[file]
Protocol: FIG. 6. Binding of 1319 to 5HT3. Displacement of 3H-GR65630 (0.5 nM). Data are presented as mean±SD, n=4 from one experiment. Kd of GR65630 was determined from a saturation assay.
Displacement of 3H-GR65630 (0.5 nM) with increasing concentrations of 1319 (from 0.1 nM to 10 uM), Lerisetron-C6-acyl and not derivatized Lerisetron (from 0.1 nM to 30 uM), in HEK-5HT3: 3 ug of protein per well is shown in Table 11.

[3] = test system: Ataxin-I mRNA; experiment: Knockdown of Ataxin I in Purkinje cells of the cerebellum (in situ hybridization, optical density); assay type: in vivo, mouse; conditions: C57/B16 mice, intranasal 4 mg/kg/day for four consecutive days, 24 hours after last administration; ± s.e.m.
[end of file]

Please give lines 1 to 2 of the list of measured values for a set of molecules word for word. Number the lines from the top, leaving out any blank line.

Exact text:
Protocol: FIG. 6. Binding of 1319 to 5HT3. Displacement of 3H-GR65630 (0.5 nM). Data are presented as mean±SD, n=4 from one experiment. Kd of GR65630 was determined from a saturation assay.
Displacement of 3H-GR65630 (0.5 nM) with increasing concentrations of 1319 (from 0.1 nM to 10 uM), Lerisetron-C6-acyl and not derivatized Lerisetron (from 0.1 nM to 30 uM), in HEK-5HT3: 3 ug of protein per well is shown in Table 11.